Why read movie reviews when you can buy them?
Call it the Jerry Lewis Effect: While American critics deplored the 1996 gangster-film spoof “Mad Dog Time,” foreign reviewers loved it. That’s why Dreyfuss/James Productions, owned by “Mad Dog” star Richard Dreyfuss and producer Judith James, paid $4,500 — or 4% of the film’s paltry $105,000 domestic gross — to place a full-page ad in Variety to tout the film’s broadcast on the Movie Channel (Sat., Feb. 28, at 12:20 a.m.). “The movie was questionably reviewed in this country,” says James. “It’s been getting rave notices everywhere else, so we let people know. Why not?”
According to the Variety ad’s pull quotes, the film — with its all-star cast that includes Jeff Goldblum, Gabriel Byrne and Ellen Barkin — was named one of Premiere Magazine France’s top ten films of 1997. The Sunday London Times called it “an exquisite little gem.” Melbourne’s Herald Sun and France’s Le Parisien also gave it their blessing.
Contrast this to America, where the film landed on some critics’ ten-worst lists, including Gene Siskel’s. Entertainment Weekly’s Ken Tucker called it “jaw-droppingly incoherent” and gave it a “D” grade. When released on video here, the movie was retitled “Trigger Happy,” reportedly to help it elude its own bad press.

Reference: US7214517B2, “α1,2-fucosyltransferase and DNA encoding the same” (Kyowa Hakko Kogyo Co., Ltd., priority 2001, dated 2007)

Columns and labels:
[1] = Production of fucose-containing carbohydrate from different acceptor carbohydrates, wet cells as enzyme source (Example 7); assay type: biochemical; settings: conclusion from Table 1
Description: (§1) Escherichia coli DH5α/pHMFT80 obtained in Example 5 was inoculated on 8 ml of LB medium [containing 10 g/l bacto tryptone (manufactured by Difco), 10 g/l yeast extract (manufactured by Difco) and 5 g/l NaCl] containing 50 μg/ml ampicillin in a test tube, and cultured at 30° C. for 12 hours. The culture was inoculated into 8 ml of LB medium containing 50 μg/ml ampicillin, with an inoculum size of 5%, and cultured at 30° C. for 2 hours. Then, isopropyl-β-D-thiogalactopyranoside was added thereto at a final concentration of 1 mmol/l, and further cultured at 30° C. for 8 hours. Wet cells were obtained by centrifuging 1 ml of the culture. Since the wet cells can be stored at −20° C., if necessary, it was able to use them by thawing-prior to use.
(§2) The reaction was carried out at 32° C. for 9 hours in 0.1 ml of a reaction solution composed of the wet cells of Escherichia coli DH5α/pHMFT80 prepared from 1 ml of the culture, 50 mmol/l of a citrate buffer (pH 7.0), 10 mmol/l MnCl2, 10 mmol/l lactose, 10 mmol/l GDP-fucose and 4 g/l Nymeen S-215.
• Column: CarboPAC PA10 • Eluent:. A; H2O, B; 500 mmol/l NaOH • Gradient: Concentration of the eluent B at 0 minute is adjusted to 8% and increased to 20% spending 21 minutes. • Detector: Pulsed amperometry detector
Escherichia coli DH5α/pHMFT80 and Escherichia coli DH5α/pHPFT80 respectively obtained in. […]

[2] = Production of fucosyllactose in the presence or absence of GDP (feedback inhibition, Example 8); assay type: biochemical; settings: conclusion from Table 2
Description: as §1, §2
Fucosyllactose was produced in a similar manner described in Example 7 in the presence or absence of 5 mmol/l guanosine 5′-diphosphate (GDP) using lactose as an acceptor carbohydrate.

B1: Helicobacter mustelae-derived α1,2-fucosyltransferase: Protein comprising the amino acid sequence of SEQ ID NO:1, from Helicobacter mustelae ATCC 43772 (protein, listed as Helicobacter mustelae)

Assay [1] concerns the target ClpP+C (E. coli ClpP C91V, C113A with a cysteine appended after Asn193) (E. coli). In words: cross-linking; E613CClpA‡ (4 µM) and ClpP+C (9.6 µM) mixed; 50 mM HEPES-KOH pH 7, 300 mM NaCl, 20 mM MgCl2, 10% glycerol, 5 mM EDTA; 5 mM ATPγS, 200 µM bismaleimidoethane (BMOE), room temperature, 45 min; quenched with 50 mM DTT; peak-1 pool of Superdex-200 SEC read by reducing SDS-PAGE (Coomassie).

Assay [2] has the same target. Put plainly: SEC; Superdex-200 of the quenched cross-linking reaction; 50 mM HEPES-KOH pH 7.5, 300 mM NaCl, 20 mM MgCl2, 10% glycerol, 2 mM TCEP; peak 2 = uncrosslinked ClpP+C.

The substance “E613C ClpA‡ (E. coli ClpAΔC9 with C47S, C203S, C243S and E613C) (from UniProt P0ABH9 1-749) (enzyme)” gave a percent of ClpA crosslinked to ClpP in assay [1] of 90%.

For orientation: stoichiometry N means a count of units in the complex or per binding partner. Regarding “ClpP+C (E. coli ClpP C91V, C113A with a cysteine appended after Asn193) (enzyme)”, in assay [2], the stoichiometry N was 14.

Some say that by placing the upbeat ad in Variety, Dreyfuss, James and writer/director Larry Bishop may be trying to burnish their reputations. After all, explains one long-time industry insider, Hollywood execs may not know who the foreign critics are or what their tastes mean. But they do understand one thing: Good press abroad can lead to foreign box-office success. “I’d be intrigued by an ad like that,” says the insider. “When that person came in to hustle me again, I might be a little more interested than I would be if I thought they did nothing but total bombs.”